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2015-06-28 14:21 UTC (10:21 EDT), Cape Canaveral, FL: SpaceX will be launching a Falcon 9 medium-lift launch vehicle carrying a Dragon 1 spacecraft to the International Space Station (ISS) for the National Aeronautics and Space Administration (NASA) under the Commercial Resupply Services program. This will be the 9th flight of the Dragon 1 spacecraft and the seventh mission under the CRS contract (designated CRS-7/SpX-7). CRS-7 is slated to arrive at ISS at 11:00 UTC (07:00 EDT) on June 30 following a two-day rendezvous phasing profile. The flagship payload for this mission is the International Docking Adapter 1 (IDA-1) which will be installed on the Pressurized Mating Adapter 2 (PMA-2) module to allow the next generation of United States manned spacecraft to dock with ISS. IDA adapts the older Androgynous Peripheral Attach System (APAS) docking collars on ISS last used by Shuttle to the new NASA Docking System (NDS) standard adopted by the Lockheed Martin Orion, Boeing CST-100, SpaceX Dragon 2, and Sierra Nevada Dream Chaser. IDA-1/PMA-2 are situated on the forward end of ISS to allow for V-bar approaches.
International Docking Adapter 1 ready for shipping. The peg-and-cross extension on the lower left is a combination visual, infrared, and laser retroreflector docking alignment target used to ensure the two spacecraft are correctly aligned.
Riding in the pressurized section are the usual complement of clothes and supplies as well as AggieSat 4 and Bevo 2 student satellites for Texas A&M University and University of Texas respectively. These satellites will be launched together from the Space Station Integrated Kinetic Launcher for Orbital Payload Systems (SSIKLOPS or "Cyclops") deployment system and demonstrate relative navigation and inter-satellite communication in addition to a host of other technical capabilities. Cyclops is used to deploy larger, more capable spacecraft up to 100 kg compared with the 1-3 kg nanosatellites handled by the NanoRacks dispensers. This will be the second time a spacecraft has been deployed from Cyclops following its delivery on the SpaceX CRS-4 mission.
SpinSat 1 primed for deployment from Cyclops in its first operational use.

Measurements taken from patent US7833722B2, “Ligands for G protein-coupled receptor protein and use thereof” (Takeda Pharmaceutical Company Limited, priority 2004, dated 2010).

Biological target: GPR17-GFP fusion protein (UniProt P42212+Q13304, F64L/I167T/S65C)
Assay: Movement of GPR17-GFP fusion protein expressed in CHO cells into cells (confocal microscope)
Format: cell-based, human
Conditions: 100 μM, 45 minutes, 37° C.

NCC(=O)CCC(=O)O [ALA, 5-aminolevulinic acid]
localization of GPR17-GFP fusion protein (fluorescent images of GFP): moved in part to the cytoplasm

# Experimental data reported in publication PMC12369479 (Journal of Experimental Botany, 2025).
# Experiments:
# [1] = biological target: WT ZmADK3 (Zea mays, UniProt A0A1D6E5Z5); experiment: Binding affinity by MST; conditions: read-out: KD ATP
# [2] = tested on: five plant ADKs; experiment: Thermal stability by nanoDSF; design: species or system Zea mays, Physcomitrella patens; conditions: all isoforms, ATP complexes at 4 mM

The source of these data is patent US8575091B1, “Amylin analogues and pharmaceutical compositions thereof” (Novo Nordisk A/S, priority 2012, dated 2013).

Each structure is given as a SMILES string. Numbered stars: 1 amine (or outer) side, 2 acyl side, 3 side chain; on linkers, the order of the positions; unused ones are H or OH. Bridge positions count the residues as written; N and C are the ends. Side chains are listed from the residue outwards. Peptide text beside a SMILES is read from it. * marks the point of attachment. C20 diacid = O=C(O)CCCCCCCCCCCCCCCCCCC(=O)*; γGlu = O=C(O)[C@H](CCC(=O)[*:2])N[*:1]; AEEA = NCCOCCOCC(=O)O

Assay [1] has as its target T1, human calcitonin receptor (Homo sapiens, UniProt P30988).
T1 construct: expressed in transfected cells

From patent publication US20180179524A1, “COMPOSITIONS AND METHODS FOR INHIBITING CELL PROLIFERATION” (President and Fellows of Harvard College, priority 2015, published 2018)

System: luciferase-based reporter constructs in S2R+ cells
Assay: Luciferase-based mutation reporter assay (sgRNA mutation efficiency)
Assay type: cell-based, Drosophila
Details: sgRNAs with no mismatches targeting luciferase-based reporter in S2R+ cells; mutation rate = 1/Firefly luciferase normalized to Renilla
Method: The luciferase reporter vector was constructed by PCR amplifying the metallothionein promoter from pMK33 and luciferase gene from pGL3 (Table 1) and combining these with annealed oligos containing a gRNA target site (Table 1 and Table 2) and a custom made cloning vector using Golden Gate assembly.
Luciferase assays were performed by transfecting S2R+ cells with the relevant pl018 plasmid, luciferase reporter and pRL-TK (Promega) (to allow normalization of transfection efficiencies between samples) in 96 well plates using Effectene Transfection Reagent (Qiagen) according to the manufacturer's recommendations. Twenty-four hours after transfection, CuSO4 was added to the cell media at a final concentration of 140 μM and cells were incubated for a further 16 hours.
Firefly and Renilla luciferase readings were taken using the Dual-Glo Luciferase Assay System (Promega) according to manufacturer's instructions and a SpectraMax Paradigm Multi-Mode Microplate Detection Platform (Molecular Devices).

The weather is forecast to be 90% favorable for the 6/28 launch attempt with mild winds and scattered clouds. The launch window is instantaneous due to the nature of the spacecraft orbital injection and as such any delay or hold will result in a 24-hour delay. In addition to the primary mission of delivering the Dragon spacecraft safely to its rendezvous with ISS, SpaceX will be making its fourth attempt to land the first stage of the Falcon 9 launch vehicle on its Autonomous Spaceport Drone Ship (ASDS) Of Course I Still Love You shortly after launch. The previous attempt during the CRS-6 launch ended in a hard landing due to problems with throttle valve stiction on the landing engine. Earlier attempts also ended in near-successes including a perfect landing in high seas without a drone ship in place during the DSCOVR mission earlier this year and a crash landing on ASDS Just Read The Instructions due to early depletion of hydraulic fluid powering the first stage control effectors during the CRS-5 mission. This will be a morning launch providing good conditions for the launch and first stage recovery attempt. SpaceX will be providing live streaming coverage of the launch on their webcast at http://www.spacex.com/webcast/ and NASA will also be streaming the launch on their feed at http://www.ustream.tv/nasahdtv .
Falcon 9 executing a hard landing following a successful launch of the Dragon CRS-6/SpX-6 mission.
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